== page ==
Civil Rights Leader Gloria Richardson Dies at 99

Posted by on Jul 28, 2021 in People and Culture, United States

When you think of the leaders of the civil rights movement, you may first think of Dr. Martin Luther King, Jr., Rosa Parks, or John Lewis. But there were many other leaders of the movement whose work is less well known. One of these individuals is Gloria Richardson, who passed away last week in New York City. Here, btw takes a closer look at the life and contributions of this powerful activist who helped change the nation.

Who Was She?

Gloria Richardson was born Gloria St. Clair Hayes in Baltimore, Maryland in 1922. During the Great Depression, her family moved to Cambridge, Maryland. When Richardson was 16, she attended Howard University and graduated in 1942 with a degree in sociology. She married in 1948 and spent the next thirteen years raising a family. But Cambridge was a heavily segregated town, and the unemployment rate for African Americans at the time was 40 percent. In 1962, Gloria Richardson’s daughter joined the Student Nonviolent Coordinating Committee (SNCC). This inspired Richardson and several other parents to create the Cambridge Nonviolent Action Committee (CNAC), an adult-led affiliate of the SNCC. This was the beginning of Richardson’s career as an activist .

What Did She Do?

In 1962, as the leader of the CNAC, Richardson became the first woman in American history to lead a prolonged grassroots civil rights movement outside of the Deep South. The group organized sit-ins to desegregate public places such as restaurants and movie theaters. But Richardson’s group also fought for equal access to health care, housing, and jobs. The CNAC stood out because, unlike many other civil rights groups at the time, its members did not commit to nonviolence. As a result, their protests and demonstrations could become destructive and even violent.

After protests in Cambridge, Maryland turned violent in the summer of 1963, Richardson met with U.S. Attorney General Robert Kennedy to draft what became known as the “Treaty of Cambridge.” The agreement stated that people of color would have equal access to all public accommodations in Cambridge for one year. In exchange, they would halt all protesting during that time. Richardson signed the document but did not agree to stop the demonstrations, so the deal was unsuccessful.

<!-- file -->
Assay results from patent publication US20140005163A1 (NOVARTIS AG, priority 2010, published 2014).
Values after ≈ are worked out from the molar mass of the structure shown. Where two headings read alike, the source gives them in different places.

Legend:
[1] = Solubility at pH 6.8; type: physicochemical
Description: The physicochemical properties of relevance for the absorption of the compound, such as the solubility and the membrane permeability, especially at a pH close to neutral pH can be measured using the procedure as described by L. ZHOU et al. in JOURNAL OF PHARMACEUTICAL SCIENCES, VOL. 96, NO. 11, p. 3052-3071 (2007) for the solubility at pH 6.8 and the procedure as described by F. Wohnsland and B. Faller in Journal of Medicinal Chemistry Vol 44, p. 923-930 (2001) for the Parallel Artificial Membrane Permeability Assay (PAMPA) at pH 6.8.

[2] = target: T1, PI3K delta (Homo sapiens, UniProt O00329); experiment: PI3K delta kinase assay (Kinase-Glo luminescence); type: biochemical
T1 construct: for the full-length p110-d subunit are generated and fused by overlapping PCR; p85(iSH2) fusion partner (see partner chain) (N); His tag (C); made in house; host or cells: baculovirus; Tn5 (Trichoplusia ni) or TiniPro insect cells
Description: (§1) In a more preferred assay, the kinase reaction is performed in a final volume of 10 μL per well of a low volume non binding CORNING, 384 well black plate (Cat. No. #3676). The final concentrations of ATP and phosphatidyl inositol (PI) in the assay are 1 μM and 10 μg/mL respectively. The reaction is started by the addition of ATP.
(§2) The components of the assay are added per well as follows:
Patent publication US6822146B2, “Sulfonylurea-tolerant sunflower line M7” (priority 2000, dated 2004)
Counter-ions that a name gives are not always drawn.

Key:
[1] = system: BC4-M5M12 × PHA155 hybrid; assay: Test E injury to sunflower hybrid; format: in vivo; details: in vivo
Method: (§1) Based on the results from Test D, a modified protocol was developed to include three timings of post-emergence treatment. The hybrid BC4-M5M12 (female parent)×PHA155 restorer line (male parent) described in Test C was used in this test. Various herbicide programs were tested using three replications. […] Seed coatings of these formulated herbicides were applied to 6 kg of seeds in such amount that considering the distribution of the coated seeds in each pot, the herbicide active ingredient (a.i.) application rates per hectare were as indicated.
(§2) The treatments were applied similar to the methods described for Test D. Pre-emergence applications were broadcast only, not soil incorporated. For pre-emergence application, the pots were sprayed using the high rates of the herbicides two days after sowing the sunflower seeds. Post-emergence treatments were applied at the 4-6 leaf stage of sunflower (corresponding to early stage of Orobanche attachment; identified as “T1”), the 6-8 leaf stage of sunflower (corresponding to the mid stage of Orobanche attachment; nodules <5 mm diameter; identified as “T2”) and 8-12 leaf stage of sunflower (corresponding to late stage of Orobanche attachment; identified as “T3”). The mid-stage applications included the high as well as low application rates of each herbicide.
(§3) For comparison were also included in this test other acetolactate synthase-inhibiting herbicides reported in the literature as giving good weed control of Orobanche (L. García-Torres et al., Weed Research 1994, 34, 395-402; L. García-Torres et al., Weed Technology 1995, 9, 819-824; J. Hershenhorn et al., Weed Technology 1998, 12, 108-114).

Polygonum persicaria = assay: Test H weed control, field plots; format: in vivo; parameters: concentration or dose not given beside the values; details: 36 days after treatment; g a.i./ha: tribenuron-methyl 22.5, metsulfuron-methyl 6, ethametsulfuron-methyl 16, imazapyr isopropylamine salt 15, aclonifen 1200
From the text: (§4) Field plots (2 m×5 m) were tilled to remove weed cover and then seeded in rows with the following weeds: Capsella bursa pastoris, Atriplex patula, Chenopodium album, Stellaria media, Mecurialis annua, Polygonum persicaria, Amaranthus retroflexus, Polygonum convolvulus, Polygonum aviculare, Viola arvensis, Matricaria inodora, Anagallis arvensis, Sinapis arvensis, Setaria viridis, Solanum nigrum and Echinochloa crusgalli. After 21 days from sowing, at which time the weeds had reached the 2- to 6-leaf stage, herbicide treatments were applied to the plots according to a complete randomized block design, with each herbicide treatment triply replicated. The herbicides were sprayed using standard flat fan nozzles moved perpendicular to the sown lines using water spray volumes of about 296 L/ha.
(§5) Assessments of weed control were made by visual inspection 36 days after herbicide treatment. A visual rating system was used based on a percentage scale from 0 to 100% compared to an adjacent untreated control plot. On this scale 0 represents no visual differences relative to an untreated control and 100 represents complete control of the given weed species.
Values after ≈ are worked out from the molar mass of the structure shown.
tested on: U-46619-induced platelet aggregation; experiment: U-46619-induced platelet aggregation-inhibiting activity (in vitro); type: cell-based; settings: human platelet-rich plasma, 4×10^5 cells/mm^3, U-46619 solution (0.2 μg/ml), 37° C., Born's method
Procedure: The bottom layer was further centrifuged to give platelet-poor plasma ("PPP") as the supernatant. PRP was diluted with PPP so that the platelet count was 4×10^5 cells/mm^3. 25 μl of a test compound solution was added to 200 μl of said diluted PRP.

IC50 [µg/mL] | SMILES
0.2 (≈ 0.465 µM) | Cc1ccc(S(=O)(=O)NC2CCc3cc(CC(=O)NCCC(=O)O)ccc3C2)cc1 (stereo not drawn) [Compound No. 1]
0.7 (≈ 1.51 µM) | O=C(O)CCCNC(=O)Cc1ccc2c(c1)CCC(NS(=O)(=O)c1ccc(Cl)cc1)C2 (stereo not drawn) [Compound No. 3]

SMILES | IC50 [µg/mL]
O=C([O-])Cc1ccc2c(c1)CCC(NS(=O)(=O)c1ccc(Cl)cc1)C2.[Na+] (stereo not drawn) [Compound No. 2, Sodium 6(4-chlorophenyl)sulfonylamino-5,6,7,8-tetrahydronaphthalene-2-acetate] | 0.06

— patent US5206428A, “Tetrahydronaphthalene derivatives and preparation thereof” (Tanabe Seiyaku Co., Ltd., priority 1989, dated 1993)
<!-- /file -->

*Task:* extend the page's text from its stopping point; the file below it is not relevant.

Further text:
Also in 1963, Richardson appeared onstage at Dr. King’s March on Washington. She and five other women were recognized in the program as “fighters for freedom.”

A Short But Powerful Career

Richardson was active as a civil rights leader for about three years. Part of it was because the civil rights movement was very male-dominated, making it hard for female leaders to get the support they needed. But a larger reason was that Richardson was also regularly threatened and harassed by white supremacists. When she resigned in 1964, she said that she was exhausted from nearly two straight years of demonstrating. As a result, many Americans today are unaware of her contributions and legacy.

But Gloria Richardson’s time as a political activist was noteworthy during the civil rights movement of the 1960s. She played a leadership role during an era that, for the most part, was dominated by men activists. Richardson also pushed for civil rights reforms outside of the Deep South states where Dr. King and others were focusing their main attention. And she also did not compromise her strategies in the face of national leaders.  

In 1964, she married her second husband, photographer Frank Dandridge, and moved to New York City. While her time in activism was behind her, she did hold many jobs, including on the National Council for Negro Women. She died in her sleep on July 15, 2021, in Manhattan at the age of 99. Richardson is survived by two daughters and two granddaughters.

What Do You Think? While civil rights leaders such as Dr. King believed in nonviolent protest, Richardson and her group did not. Which approach do you think was more effective? Explain your answer.